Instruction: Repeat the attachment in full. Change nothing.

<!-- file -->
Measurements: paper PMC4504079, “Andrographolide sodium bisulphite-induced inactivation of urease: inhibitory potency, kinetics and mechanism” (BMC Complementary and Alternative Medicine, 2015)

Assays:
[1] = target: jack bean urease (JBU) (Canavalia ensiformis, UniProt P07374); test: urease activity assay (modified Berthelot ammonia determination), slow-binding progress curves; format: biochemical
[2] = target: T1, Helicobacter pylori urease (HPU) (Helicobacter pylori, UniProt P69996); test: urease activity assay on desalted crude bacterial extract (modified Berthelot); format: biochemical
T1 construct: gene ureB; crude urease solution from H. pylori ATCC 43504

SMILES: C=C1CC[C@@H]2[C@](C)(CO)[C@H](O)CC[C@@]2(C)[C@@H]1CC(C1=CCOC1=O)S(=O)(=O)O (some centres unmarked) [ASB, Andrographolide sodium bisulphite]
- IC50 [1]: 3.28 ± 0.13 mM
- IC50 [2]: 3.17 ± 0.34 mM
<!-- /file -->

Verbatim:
Measurements: paper PMC4504079, “Andrographolide sodium bisulphite-induced inactivation of urease: inhibitory potency, kinetics and mechanism” (BMC Complementary and Alternative Medicine, 2015)

Assays:
[1] = target: jack bean urease (JBU) (Canavalia ensiformis, UniProt P07374); test: urease activity assay (modified Berthelot ammonia determination), slow-binding progress curves; format: biochemical
[2] = target: T1, Helicobacter pylori urease (HPU) (Helicobacter pylori, UniProt P69996); test: urease activity assay on desalted crude bacterial extract (modified Berthelot); format: biochemical
T1 construct: gene ureB; crude urease solution from H. pylori ATCC 43504

SMILES: C=C1CC[C@@H]2[C@](C)(CO)[C@H](O)CC[C@@]2(C)[C@@H]1CC(C1=CCOC1=O)S(=O)(=O)O (some centres unmarked) [ASB, Andrographolide sodium bisulphite]
- IC50 [1]: 3.28 ± 0.13 mM
- IC50 [2]: 3.17 ± 0.34 mM